I’ve learned some lessons over the years about having back up plans. When choosing a career as an adolescent, have a back up plan. When acting on stage where someone forgets their lines, have a back up plan. When planning a wedding outside in Washington state, have a back up plan. Don’t rely on just one babysitter because what happens if they’re not available and you’re in dire need? What if the guest speaker you planned to be in the class can’t make it at the last minute? Have a back up plan.
We’ve all experienced these lessons…especially when it comes to technology.
As a student I learned that you need to save your presentations and word documents on your computer and a thumb drive (Thank God we now have Dropbox, Google Drive & the like) because you never knew what was going to happen to your computer or your file or your whatever-else-could-possibly-go-wrong.
When I was a faculty, I always knew that the only thing I could definitely count on the first day of the quarter was that something unplanned and unexpected was going to happen with the computer or projector or sound system or the content in my online course, etc.
So, I had learned these lessons and I took them with me to present about how to leverage mobile technology for student support services at the Washington State Student Services Conference in Tacoma last week. I had created my presentation in PowerPoint, included article links for further information, appropriately cited all my engaging pictures according to the Open Education Resources class I had just completed from the state board, put my presentation on SlideShare with a Creative Commons license, and embedded my presentation into a Canvas class online. I even had a backup on a thumb drive. They told me to bring my own laptop and I did.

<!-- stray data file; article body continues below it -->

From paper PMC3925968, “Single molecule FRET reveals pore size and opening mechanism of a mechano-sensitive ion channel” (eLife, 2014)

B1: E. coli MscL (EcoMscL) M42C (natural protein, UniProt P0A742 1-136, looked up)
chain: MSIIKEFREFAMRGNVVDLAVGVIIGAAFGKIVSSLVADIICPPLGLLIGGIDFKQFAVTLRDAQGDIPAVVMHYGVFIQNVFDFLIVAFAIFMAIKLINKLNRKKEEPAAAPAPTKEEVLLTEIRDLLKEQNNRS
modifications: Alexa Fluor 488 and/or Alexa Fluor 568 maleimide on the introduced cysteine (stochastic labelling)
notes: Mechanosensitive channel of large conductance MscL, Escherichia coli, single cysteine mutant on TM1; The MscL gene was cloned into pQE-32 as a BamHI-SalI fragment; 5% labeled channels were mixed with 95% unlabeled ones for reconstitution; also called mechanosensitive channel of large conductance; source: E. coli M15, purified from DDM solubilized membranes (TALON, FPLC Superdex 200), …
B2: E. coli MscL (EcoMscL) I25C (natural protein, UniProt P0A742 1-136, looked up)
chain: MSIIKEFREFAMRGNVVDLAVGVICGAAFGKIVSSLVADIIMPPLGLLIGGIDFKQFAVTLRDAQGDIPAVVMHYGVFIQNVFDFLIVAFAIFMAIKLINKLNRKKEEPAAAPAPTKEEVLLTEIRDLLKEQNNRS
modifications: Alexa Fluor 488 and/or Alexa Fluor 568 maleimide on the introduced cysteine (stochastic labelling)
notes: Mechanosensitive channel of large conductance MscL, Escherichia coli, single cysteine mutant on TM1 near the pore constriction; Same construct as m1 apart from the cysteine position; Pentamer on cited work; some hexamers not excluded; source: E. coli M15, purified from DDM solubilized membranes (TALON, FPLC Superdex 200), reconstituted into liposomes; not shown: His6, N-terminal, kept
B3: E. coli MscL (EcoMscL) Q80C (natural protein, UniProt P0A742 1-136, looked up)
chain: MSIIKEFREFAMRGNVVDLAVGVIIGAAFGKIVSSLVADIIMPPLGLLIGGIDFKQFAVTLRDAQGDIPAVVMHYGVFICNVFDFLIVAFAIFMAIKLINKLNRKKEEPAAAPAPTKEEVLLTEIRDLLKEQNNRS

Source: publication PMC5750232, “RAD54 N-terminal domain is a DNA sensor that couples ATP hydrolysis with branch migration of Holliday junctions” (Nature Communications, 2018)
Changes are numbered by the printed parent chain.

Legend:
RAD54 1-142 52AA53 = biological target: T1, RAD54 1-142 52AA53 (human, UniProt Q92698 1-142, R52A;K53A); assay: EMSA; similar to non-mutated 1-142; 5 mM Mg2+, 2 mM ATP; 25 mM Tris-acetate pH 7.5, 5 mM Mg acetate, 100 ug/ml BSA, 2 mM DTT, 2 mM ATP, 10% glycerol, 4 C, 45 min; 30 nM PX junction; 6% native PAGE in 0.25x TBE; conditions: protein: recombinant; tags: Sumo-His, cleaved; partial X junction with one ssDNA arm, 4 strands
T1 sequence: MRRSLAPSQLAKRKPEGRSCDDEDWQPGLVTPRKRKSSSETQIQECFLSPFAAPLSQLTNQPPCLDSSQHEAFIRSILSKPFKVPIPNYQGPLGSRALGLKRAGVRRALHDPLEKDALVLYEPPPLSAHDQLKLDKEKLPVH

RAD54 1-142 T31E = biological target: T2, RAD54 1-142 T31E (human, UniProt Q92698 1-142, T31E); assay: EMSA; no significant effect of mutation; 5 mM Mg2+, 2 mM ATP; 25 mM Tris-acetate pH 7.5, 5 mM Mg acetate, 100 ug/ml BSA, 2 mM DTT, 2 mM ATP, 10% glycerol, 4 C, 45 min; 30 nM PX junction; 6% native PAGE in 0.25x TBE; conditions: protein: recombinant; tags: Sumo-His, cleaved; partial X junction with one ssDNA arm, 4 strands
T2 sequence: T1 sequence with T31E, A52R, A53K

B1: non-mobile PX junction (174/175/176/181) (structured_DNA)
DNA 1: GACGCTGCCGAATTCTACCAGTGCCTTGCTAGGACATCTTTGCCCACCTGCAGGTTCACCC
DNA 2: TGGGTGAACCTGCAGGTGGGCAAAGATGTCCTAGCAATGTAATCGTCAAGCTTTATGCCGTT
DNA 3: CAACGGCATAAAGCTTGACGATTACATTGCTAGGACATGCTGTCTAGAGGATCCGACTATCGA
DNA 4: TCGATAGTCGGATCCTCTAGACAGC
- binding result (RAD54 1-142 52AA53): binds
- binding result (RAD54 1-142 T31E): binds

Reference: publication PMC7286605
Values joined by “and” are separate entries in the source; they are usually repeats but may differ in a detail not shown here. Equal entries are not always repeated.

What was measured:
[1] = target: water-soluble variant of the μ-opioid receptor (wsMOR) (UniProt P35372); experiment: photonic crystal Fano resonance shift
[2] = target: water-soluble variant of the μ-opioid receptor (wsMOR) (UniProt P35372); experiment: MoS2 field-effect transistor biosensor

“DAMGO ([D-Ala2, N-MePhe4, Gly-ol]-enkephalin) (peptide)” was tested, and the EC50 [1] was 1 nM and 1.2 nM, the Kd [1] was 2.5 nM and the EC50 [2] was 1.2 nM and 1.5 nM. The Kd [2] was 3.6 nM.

I had thought of everything…right?
Nope. Let’s see if you can figure out the problem.
Wait for it…
Yep, even in all my planning, I didn’t consider that the hotel conference equipment wouldn’t connect to my laptop. Silly me. BUT, luckily I had done all that other backup and I was able to use another laptop (Thank God the hotel had another one! I figured if they didn’t, then someone at this conference would have one I could use, right?). My presentation was then able to proceed without a hitch and I had a wonderful story to relate to my audience about the wonders of technology.
So, my lesson I took from this was not only, continue to back up your presentations and have many fail-safes, but also, take your own chords and adapters.
Here is my presentation on ways to leverage mobile technology for student support.